- Clear, Detailed Strategy on How to Use the Books – The RSBS team very clearly understands how effective language learning works. They guide you through a series of steps to set up a motivation, plan your studying, be consistent, start slowly, no skipping any of the material, using the Internet, and applying the language to your surroundings. The RSBS series actually begins with the Reading Russian Step By Step book which teaches the Russian alphabet and how to write Russian words. Each book has four to eight sections: the Pre-Course (Russian alphabet and pronunciation in Book 1 only), Main Course (21 lessons in Book 1, 13 lessons in Book 2, and 9 lessons in Book 3), Grammar Section, Grammar Tables, Audio Script, Answer Keys, Dictionaries, and an Index.
- Grammar Is Introduced In Chunks – The great thing about grammar in RSBS is that the author doesn’t throw all the grammar at you at once and overwhelm you (Thank goodness!!!!). Though the grammar is quite comprehensive, Alexandrova introduces the grammar one small piece at a time in digestible chunks for the learner’s brain to be able to process. There are also detailed grammar tables in the grammar section and grammar tables. It also shows you how the grammatical parts of speech fit together such as pronoun and verb conjugation agreement, noun, adjective, pronoun, and number case system agreement with prepositions and how the subjects interact with the objects, verb tense and adverb agreement, the difference between tense and aspect, how verbs of motion work, etc. It is all placed within the context of the dialogues so that you can see the context in which the grammar is used so it will make more sense.
- Progression is Natural – Each lesson in the RSBS series builds on the previous one, so the progress in language learning is slow and steady and linguistic and grammatical contexts are straightforward and relevant to the topic of each chapter.
What It Could Improve On
-Using Cyrillic only from the beginning may overwhelm some people – For those already familiar and practiced with the Cyrillic alphabet like I was when I started RSBS, you should find the books easy to read. For those who are absolute beginners I would not recommend starting with RSBS Book 1 because many people not familiar with the Cyrillic alphabet would be scared away by the look of the Russian letters, but with its prequel the Reading Russian Step By Step book which teaches the alphabet, pronunciation, and how to spell words. For absolute beginners, the latter book would be a better choice to start with.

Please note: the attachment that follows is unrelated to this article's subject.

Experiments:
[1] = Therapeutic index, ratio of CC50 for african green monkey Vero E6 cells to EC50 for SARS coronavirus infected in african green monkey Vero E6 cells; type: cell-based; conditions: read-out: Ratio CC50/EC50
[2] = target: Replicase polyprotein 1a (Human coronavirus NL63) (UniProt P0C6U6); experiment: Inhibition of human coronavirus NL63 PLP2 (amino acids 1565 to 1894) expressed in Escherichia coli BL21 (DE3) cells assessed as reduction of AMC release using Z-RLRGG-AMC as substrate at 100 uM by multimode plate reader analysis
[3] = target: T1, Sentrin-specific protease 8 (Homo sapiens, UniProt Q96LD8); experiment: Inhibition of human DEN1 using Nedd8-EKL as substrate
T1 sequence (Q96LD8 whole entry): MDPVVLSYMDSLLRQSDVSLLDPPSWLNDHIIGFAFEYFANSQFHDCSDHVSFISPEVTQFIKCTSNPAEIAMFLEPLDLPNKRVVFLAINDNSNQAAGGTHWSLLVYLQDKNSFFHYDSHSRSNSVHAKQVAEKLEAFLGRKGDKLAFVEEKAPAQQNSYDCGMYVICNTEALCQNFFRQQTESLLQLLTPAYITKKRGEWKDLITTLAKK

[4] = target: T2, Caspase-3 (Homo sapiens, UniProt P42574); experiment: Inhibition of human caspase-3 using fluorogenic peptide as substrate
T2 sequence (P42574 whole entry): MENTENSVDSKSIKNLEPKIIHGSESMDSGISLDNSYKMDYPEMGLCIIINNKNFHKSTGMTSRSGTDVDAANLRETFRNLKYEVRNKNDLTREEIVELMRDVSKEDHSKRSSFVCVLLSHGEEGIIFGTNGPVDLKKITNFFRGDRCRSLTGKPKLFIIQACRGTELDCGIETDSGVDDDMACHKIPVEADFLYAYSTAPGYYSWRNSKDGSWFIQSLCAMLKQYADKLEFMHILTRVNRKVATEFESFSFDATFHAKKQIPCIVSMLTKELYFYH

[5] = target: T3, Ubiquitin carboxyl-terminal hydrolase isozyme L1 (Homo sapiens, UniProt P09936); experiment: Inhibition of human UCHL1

-Including the Answer Keys in of the Back of the Book – As a Russian learner I constantly found it frustrating that when I listened to the audio exercises for each chapter that I had to constantly flip the pages to the back of the book in order to read and listen to the text at the same time. They should have put the answer keys in each chapter.
-Including the Grammar Section at the Back of the Book – I had similar problems to the grammar section being in the back of the books as I did with the answer keys. They should have been included in each chapter.
-Too much text!!!! – From my personal point of view, having language sentence drills can be both good and bad. One: it really reinforces your grammatical knowledge and your ability to form sentences. Two: having too many drills can be both boring and overwhelming. Fortunately with these drills, they are not boring from my observation and are kept relevant to the theme of each chapter. However the drills are always placed together into huge text blocks instead of spaced sentences in a column. It can be overwhelming for some people but it is something manageable. I personally didn’t do all of the exercises in each chapter yet, just taking them a few at a time.
Russian Step By Step is in my view a wonderful resource, in fact I consider it one of the go-to language learning resources for Russian. It works especially well for an intuitive, immersive kind of learning method and it is honestly one of the more challenging resources I’ve used. Since the books hardly use any English and stick mostly to the target language, it really forces you to actively use Russian (including through lots of translation exercises). It works excellently both as a classroom text and a self-study text and since it is comprehensive and introduces the grammar literally “step by step” along with conversational language, it does what almost no other Russian textbooks out there do. I really recommend this book series and I’m looking forward to getting and reviewing the Reading Russian workbook, the Propisi (Russian Cursive Handwriting) workbooks, and Verbs of Motion workbooks! I have nothing to say except this series is fantastic!!!!
Enhance Your Voyage, Learn A Language!
What are your favourite coursebooks for learning Russian? What was your experience with them? Please share with me in the comments below!